A dream of a book, vivid yet languorous, rich in detail, richer still in emotional impact. Whitty unspools scores of vignettes of life in remote biological research camps and on film shoots throughout the world's oceans, and intersperses these with allegorical references to Hindu mythology and some of the finest scientific descriptions of sea life and ocean dynamics this former oceanographer has ever read.
Breathtakingly learned and lyrical, offers oceanic revelations, from the ancient lineage of leatherback turtles to the sexual secrets of barnacles to the single coursing current of the deep ocean river and its critical role in our collective fate.
Whitty writes with humor, reverence, true curiosity and an unfettered imagination. She is not afraid to be disoriented or in a state of permanent awe.
A strikingly original book of short stories. Serious environmentalists are seldom noted for their sense of humor. Whitty is one who can provide it.
Whitty's prodigious natural talents: a supple biodiversity of language and an empathy for people and animals alike that puts most other writers in the shade.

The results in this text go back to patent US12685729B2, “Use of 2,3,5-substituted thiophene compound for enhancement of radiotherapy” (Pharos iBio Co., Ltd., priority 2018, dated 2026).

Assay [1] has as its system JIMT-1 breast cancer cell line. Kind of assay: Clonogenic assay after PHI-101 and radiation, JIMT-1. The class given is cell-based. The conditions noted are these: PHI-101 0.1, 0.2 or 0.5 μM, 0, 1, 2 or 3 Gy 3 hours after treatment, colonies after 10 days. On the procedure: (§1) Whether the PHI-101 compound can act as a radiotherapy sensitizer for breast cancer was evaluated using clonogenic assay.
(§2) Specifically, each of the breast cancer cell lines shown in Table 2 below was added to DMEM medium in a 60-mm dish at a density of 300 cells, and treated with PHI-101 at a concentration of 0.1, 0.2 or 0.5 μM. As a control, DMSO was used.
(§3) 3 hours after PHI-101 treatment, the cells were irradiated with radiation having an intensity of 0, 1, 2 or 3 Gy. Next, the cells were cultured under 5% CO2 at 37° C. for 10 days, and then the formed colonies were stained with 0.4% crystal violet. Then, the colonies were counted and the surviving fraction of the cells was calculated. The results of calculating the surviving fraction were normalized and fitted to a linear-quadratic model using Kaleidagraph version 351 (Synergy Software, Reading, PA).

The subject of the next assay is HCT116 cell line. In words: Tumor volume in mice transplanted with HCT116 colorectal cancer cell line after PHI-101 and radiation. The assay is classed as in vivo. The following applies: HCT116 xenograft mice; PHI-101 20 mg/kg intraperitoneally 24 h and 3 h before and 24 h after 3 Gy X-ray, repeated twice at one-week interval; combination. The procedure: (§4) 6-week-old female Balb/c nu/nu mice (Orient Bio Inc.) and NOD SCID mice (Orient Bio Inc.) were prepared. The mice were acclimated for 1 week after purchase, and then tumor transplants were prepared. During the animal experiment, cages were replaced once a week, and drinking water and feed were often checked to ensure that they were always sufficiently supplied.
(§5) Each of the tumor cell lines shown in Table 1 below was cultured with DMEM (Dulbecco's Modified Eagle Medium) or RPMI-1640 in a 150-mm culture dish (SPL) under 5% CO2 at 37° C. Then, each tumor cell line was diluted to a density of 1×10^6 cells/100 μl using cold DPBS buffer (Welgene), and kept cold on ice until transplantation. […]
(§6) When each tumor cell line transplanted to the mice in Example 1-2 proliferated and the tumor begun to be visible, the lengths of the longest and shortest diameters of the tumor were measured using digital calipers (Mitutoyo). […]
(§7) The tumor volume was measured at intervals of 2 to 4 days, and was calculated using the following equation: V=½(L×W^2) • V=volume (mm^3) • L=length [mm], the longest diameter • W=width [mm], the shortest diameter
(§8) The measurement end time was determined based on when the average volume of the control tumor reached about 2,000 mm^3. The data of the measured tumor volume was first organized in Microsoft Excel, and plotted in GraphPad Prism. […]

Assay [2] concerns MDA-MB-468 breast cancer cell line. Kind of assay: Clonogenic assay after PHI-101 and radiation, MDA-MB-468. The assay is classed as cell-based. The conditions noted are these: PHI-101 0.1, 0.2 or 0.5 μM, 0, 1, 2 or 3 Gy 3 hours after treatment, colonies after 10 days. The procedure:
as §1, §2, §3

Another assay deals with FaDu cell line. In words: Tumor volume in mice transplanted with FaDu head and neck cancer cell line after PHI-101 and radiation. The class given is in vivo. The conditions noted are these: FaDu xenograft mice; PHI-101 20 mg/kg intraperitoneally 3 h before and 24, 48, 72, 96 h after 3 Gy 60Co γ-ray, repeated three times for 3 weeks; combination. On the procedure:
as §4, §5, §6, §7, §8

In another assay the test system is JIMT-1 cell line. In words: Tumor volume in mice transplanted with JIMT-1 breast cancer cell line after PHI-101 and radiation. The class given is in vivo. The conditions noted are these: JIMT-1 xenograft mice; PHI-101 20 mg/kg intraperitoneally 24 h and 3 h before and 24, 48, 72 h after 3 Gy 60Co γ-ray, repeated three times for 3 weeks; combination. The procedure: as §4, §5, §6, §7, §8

There's a strong melody to her prose, a prankish humor and an exhilarating confidence in the way she makes vast leaps through time.
Ms. Whitty is an ecologist and filmmaker. She knows animals; she knows the Earth's remote and wild places. For fiction she mixes that impeccable authority with a lyrical imagination.
Loath to trade on Shark Week sensibilities, her rapture is more subtle, grand, intelligent and cosmological; and her primary devotion is to the coral reefs. Whitty's prose is supple and scientifically informed (a rare and graceful mix), her intimacies with the ocean's curiosities captivate.
The product of a scientist's mind, a sociologist's eye, a Zen Buddhist's soul, and a poet's heart, The Fragile Edge is at once a natural history, a call to action, a love song, and a prayer.
Armchair travelers are sure to swoon over Julia Whitty's transporting read about her experiences diving off the coasts of South Pacific islands with such impossibly romantic-sounding names as Rangiroa, Tuvalu, and Mo'orea.
© Julia Whitty 2015